Date of Award

12-2017

Document Type

Dissertation

Degree Name

Doctor of Philosophy (PhD)

Committee Member

Dr. Julia L. Sharp, Committee Chair

Committee Member

Dr. Annick Anctil, Committee Co-Chair

Committee Member

Dr. Lori Dickes

Committee Member

Dr. Bruce Ransom

Abstract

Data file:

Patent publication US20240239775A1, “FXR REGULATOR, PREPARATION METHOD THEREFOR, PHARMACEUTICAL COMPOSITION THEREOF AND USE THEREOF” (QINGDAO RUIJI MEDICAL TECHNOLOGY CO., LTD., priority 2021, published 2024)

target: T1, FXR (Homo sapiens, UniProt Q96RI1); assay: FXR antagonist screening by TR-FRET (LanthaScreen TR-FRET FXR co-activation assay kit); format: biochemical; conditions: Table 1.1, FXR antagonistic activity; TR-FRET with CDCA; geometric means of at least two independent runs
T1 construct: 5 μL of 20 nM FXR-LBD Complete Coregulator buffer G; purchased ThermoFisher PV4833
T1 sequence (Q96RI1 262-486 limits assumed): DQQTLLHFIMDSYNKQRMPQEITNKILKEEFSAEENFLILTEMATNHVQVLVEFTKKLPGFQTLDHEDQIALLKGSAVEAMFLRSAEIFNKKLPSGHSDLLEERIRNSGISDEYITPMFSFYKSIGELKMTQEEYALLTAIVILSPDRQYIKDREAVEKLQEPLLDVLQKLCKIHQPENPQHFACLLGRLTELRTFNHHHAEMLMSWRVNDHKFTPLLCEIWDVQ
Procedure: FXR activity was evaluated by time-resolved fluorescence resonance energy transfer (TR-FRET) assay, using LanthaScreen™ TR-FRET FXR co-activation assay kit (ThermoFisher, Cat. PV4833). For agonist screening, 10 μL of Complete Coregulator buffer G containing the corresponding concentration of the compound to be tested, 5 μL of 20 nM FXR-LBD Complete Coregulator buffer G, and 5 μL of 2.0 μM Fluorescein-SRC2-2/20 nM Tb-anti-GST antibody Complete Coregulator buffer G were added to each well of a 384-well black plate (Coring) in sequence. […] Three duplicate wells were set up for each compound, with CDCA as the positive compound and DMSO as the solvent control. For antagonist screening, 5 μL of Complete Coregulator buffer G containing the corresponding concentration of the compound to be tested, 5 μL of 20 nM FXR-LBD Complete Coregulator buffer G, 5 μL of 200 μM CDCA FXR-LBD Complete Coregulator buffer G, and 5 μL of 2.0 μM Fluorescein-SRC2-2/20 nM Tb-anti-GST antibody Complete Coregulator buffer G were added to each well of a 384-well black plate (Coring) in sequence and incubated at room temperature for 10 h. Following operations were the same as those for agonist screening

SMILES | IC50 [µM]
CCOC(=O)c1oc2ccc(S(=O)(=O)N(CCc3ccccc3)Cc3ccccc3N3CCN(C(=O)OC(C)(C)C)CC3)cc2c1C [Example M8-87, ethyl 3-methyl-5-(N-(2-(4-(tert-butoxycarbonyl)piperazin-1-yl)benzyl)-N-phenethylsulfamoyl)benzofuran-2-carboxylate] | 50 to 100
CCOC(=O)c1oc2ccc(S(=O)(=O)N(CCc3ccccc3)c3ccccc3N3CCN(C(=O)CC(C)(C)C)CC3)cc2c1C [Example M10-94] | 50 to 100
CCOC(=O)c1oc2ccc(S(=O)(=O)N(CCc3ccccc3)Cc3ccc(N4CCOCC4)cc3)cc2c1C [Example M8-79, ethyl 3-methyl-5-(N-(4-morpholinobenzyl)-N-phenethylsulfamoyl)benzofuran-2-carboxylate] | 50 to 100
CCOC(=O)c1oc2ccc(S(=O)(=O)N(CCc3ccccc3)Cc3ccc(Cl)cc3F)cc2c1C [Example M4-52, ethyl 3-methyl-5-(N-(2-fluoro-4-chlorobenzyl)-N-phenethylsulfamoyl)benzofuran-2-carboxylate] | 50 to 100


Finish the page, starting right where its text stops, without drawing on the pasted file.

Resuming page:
Considered essential for countries' development, energy demand is growing worldwide. Unlike conventional sources, the use of renewable energy sources has multiple benefits, including increased energy security, sustainable economic growth, and pollution reduction, in particular greenhouse gas emissions. Nevertheless, there is a considerable difference in the share of renewable energy sources in national energy portfolios. This dissertation contains a series of studies to provide an outlook on the existing renewable energy deployment literature and empirically identify the factors of wind energy generation capacity and wind energy policy diffusion in the U.S. The dissertation begins with a systematic literature review to identify drivers and barriers which could help in understanding the diverging paths of renewable energy deployment for countries. In the analysis, economic, environmental, and social factors are found to be drivers, whereas political, regulatory, technical potential and technological factors are not classified as either a driver or a barrier (i.e., undetermined). Each main category contains several subcategories, among which only national income is found to have a positive impact, whereas all other subcategories are considered undetermined. No significant barriers to the deployment of renewable energy sources are found over the analyzed period. Wind energy deployment within the states related to environmental and economic factors was seldom discussed in the literature. The second study of the dissertation is thus focused on the wind energy deployment in the United States. Wind energy is among the most promising clean energy sources and the United States has led the world in per capita newly installed generation capacity since 2000. In the second study, using a fixed-effects panel data regression analysis, the significance of a number of economic and environmental factors are investigated for 39 states from 2000 to 2015. The results suggested that the increase in economic factors is related to a significant increase in the installed wind energy capacity, whereas, the increase in environmental factors is related to a significant decrease in the installed wind capacity. The final study explores the factors of diffusion of state- and local-level wind energy support policies which are considered fundamental factors of the continuum and development of wind power in the United States. To reveal the internal determinants of state's wind energy policy diffusion, we further narrow the scope and control for the geographical region in the final study. We limit our analysis to seven neighboring Midwestern states, which are located in the center of United States wind energy corridor. Using data from 2008 to 2015, the study investigates the significance of the following internal factors: wind power potential, per capita gross state product, unemployment rate, per capita value of the agriculture sector, number of establishments in agricultural sector, and state government control. Through the addition of interaction terms, the study also considers the behavioral differences in the explanatory variables under Republican and non-Republican state governance. Our findings suggest that the economic development potential and related environmental benefits were the common motivation for state- and local-level policy makers. Lastly, technical terms and agricultural sector presence provides additional motives for the state level diffusion of wind energy policies. The findings of this dissertation are expected to contribute to the understanding of how countries and states might best stimulate and support renewable energy, and in particular wind energy, deployment.

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